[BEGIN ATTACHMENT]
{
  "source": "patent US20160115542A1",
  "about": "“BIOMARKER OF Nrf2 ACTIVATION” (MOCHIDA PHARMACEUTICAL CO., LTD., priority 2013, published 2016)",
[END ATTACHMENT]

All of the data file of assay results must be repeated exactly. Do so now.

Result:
{
  "source": "patent US20160115542A1",
  "about": "“BIOMARKER OF Nrf2 ACTIVATION” (MOCHIDA PHARMACEUTICAL CO., LTD., priority 2013, published 2016)",